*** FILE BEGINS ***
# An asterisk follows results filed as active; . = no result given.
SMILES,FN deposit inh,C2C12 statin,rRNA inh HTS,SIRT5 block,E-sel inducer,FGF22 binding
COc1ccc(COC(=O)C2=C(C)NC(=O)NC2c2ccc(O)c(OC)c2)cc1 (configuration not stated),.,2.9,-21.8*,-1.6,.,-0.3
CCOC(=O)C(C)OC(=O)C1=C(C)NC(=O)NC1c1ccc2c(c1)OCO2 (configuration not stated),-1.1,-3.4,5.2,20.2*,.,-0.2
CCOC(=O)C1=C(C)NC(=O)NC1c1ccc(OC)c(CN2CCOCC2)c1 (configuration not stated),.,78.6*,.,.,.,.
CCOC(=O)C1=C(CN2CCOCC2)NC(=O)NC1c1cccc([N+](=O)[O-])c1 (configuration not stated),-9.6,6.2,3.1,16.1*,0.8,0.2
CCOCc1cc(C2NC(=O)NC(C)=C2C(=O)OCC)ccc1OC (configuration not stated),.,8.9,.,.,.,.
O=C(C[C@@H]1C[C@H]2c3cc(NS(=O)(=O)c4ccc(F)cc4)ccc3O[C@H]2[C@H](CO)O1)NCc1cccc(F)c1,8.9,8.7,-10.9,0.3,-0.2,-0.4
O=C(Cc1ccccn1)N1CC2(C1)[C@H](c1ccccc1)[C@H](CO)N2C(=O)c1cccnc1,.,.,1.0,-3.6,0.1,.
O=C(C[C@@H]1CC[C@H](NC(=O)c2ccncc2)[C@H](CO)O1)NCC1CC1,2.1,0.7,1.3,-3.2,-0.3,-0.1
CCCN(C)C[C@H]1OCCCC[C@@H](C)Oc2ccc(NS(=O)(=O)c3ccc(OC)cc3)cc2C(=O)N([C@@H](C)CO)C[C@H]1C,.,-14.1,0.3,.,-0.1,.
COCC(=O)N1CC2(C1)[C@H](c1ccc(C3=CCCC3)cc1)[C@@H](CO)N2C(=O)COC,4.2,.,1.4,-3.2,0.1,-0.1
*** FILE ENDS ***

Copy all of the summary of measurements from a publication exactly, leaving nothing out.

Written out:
# An asterisk follows results filed as active; . = no result given.
SMILES,FN deposit inh,C2C12 statin,rRNA inh HTS,SIRT5 block,E-sel inducer,FGF22 binding
COc1ccc(COC(=O)C2=C(C)NC(=O)NC2c2ccc(O)c(OC)c2)cc1 (configuration not stated),.,2.9,-21.8*,-1.6,.,-0.3
CCOC(=O)C(C)OC(=O)C1=C(C)NC(=O)NC1c1ccc2c(c1)OCO2 (configuration not stated),-1.1,-3.4,5.2,20.2*,.,-0.2
CCOC(=O)C1=C(C)NC(=O)NC1c1ccc(OC)c(CN2CCOCC2)c1 (configuration not stated),.,78.6*,.,.,.,.
CCOC(=O)C1=C(CN2CCOCC2)NC(=O)NC1c1cccc([N+](=O)[O-])c1 (configuration not stated),-9.6,6.2,3.1,16.1*,0.8,0.2
CCOCc1cc(C2NC(=O)NC(C)=C2C(=O)OCC)ccc1OC (configuration not stated),.,8.9,.,.,.,.
O=C(C[C@@H]1C[C@H]2c3cc(NS(=O)(=O)c4ccc(F)cc4)ccc3O[C@H]2[C@H](CO)O1)NCc1cccc(F)c1,8.9,8.7,-10.9,0.3,-0.2,-0.4
O=C(Cc1ccccn1)N1CC2(C1)[C@H](c1ccccc1)[C@H](CO)N2C(=O)c1cccnc1,.,.,1.0,-3.6,0.1,.
O=C(C[C@@H]1CC[C@H](NC(=O)c2ccncc2)[C@H](CO)O1)NCC1CC1,2.1,0.7,1.3,-3.2,-0.3,-0.1
CCCN(C)C[C@H]1OCCCC[C@@H](C)Oc2ccc(NS(=O)(=O)c3ccc(OC)cc3)cc2C(=O)N([C@@H](C)CO)C[C@H]1C,.,-14.1,0.3,.,-0.1,.
COCC(=O)N1CC2(C1)[C@H](c1ccc(C3=CCCC3)cc1)[C@@H](CO)N2C(=O)COC,4.2,.,1.4,-3.2,0.1,-0.1